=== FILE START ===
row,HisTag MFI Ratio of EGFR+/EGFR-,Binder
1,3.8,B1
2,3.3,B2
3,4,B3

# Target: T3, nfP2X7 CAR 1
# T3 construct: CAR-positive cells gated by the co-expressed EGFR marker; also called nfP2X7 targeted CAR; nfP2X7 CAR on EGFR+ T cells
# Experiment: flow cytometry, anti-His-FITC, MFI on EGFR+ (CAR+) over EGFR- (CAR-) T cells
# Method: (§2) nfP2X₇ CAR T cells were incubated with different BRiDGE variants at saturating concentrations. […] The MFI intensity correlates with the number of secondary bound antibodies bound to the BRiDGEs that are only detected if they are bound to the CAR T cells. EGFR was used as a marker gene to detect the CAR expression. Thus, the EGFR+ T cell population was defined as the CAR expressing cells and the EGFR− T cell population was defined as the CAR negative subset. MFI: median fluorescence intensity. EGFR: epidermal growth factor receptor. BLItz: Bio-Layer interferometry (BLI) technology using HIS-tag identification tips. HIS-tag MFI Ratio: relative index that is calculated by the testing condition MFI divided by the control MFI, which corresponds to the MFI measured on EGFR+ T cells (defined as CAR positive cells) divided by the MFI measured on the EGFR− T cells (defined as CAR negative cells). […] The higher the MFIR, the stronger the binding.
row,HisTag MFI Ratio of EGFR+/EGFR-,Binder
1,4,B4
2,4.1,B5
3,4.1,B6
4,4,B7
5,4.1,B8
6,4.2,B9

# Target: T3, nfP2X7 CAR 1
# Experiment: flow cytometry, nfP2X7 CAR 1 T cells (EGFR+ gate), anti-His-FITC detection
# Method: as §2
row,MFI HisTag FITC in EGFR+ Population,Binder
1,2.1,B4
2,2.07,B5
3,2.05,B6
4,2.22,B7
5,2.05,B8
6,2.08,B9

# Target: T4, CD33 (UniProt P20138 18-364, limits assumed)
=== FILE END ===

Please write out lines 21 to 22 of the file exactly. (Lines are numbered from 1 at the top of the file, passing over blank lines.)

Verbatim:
2,2.07,B5
3,2.05,B6